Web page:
Above: The focal plane of the Kepler space telescope
Nasa has announced that 1,091 new transiting extrasolar planet candidates have emerged in data received from planet-hunting space telescope, Kepler. It brings the total count up to 2,321 exoplanet candidates
That number comes from data spanning May 2009 to September 2010, where nearly 5,000 periodic planetary transit-like signals (where a planet passes in front of a star, revealing its presence) were received, and subsequently vetted against known phenomena that could be masquerade as a transit.
An example: eclipsing binary stars. When two stars orbit each other and block each others’ light, it can look like a planetary transition.
The data shows a clear trend towards finding smaller planets at longer orbital periods — meaning planets more like Earth than like Jupiter. This latest data dump contains over 200 Earth-size candidates and more than 900 that are smaller than super-Earths (double our planet’s 12,756km diameter).
That’s a 197 percent increase in small planets from Kepler’s catalogue before this data was added. In comparison, there has only been a 52 percent bump in planets that are heftier than super-Earths.
There has also been a 123 percent increase in candidates that take more than 50 days to orbit their star, and only 85 percent more planets that zip around in less than 50 days. So what’s causing this trend towards smaller, slower stars?
For a telescope in our solar system to see an exoplanet in transit, the planet’s orbit must be lined up edgewise to us. “The probability for an orbit to be properly aligned is equal to the diameter of the star divided by the diameter of the orbit,” a spokesperson for Nasa, explains.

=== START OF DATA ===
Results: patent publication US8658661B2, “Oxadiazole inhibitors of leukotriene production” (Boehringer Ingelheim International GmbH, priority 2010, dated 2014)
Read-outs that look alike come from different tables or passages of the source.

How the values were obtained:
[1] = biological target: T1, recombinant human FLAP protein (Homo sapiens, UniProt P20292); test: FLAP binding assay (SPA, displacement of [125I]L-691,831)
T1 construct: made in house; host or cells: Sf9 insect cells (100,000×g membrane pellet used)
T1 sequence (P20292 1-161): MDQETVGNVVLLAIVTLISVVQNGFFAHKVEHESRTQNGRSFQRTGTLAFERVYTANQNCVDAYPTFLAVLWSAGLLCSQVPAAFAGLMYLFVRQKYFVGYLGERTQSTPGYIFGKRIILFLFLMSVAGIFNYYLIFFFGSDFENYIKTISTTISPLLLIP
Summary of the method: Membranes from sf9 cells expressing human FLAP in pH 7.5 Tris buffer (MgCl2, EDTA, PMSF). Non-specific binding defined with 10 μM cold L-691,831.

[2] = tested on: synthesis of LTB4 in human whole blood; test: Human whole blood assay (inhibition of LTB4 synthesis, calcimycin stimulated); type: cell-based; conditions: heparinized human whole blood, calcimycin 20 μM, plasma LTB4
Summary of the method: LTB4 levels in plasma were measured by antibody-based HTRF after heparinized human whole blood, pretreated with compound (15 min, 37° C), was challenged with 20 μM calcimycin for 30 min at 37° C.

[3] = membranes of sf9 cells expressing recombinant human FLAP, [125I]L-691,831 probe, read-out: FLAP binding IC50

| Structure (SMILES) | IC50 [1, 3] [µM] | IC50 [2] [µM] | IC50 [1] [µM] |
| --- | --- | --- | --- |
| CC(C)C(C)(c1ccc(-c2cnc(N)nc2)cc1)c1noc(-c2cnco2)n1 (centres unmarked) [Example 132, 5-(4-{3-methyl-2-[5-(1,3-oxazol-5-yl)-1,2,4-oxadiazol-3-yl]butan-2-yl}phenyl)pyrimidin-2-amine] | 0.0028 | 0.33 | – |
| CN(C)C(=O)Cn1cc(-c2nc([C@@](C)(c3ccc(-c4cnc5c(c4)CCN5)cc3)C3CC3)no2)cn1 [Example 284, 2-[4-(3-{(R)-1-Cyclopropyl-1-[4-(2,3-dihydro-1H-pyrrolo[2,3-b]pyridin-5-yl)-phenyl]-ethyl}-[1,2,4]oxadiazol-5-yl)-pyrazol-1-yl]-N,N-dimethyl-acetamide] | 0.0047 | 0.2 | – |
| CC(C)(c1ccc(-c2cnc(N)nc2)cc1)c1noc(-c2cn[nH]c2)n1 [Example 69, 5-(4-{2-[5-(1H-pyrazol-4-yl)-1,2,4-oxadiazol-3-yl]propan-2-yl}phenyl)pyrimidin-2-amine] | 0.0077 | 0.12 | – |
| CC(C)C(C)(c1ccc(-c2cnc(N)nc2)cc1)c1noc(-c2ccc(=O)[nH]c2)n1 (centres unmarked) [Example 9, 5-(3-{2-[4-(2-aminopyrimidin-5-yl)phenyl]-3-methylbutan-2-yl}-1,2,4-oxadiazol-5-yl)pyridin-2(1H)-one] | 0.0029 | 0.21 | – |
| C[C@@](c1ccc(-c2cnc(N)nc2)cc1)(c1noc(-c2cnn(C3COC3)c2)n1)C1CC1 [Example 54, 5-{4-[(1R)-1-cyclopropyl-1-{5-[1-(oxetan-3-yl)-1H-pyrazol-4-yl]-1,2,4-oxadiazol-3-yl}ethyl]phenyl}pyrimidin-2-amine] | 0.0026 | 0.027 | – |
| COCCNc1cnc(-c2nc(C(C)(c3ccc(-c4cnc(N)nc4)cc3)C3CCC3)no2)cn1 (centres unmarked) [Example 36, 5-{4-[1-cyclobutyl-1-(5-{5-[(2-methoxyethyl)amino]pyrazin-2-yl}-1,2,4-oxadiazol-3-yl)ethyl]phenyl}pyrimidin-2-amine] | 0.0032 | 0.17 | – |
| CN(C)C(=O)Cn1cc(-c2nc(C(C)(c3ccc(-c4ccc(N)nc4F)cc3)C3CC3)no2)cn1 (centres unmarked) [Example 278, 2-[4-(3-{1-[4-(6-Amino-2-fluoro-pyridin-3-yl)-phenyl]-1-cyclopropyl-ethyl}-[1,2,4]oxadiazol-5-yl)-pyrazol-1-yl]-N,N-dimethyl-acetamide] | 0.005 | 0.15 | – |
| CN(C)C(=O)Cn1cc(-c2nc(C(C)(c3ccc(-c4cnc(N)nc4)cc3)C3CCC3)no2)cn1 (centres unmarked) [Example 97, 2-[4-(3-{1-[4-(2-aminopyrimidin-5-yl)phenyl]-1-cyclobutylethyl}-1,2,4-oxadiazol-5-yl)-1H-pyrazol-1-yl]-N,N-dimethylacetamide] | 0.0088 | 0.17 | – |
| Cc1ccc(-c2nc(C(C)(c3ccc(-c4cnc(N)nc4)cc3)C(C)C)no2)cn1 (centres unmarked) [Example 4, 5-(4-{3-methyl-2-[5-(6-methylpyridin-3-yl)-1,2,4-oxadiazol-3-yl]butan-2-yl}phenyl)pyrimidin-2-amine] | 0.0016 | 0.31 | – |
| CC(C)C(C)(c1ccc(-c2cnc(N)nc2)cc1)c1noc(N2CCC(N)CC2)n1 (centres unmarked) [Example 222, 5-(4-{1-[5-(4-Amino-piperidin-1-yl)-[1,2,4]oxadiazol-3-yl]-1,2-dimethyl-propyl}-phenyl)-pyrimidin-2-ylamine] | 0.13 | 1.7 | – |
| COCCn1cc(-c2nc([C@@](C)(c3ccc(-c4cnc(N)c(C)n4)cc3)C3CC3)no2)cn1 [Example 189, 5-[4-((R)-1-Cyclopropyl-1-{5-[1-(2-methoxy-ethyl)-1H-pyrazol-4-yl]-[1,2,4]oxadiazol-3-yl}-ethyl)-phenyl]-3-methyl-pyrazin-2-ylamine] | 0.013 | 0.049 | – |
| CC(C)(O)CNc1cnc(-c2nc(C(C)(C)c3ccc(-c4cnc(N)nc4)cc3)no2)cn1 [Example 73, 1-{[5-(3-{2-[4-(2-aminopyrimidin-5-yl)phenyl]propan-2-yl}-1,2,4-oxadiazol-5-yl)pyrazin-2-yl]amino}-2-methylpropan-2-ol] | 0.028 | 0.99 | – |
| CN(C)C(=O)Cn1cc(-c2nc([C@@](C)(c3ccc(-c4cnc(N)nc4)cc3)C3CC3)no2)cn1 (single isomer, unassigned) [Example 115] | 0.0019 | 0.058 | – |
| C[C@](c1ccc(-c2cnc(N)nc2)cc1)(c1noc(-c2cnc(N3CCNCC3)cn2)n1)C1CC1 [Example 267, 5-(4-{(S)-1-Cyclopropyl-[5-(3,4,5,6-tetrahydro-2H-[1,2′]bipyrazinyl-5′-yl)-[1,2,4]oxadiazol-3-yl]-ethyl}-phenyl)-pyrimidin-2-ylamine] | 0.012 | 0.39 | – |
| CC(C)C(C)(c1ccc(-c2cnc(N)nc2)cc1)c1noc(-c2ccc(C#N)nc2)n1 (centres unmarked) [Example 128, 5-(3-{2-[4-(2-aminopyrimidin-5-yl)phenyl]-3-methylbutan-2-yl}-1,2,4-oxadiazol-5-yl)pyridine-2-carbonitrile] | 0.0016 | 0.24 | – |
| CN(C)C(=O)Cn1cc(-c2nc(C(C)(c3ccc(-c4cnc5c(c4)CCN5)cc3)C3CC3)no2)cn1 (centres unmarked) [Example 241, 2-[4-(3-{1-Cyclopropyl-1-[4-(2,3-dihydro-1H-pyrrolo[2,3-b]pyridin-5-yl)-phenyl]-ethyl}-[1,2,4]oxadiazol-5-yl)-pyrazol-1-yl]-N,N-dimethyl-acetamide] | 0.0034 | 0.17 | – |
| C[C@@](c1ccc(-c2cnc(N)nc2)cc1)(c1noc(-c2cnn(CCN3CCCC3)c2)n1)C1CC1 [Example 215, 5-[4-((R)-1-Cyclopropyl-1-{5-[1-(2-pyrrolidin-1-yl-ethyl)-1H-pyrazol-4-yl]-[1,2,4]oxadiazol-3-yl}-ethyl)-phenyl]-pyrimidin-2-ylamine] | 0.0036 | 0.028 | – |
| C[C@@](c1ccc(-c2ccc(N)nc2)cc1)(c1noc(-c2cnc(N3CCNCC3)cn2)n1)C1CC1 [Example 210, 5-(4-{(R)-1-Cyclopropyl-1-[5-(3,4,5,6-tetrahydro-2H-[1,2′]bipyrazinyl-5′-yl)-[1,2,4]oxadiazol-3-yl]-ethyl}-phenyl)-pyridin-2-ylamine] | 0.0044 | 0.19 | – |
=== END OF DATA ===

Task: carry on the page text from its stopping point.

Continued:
So for giant planets in four-day orbits, the alignment probability is about ten percent. As for an Earth-like planet in an Earth-like orbit, the probability of Kepler catching it in the act is just 0.5 percent.
Kepler’s looking at thousands of stars, but because big planets are more likely to be found, they’re going to come up early in the data. The more interesting, Earth-like and potential habitable planets are going to take a little longer to find.
That’s a worry when Kepler is coming to the end of its three-year mission. This month, several co-investigators of the mission will propose to Congress to extend the telescope’s funding at the Nasa Astrophysics Senior Review,explains Lauren Weiss of the Astro-PH journal’s Astrobites blog.
In Barack Obama’s proposed 2013 budget for Nasa, the president would cut Kepler’s funding from $19.6 million to $13.6 million next year, then cut cash to the space telescope entirely from 2014.
So far, Kepler has confirmed the existence of 61 planets outside our solar system. That includes Kepler 22b — an Earth-like planet orbiting a Sun-like star, and Kepler 16b — the Tatooine-like planet that orbits two stars.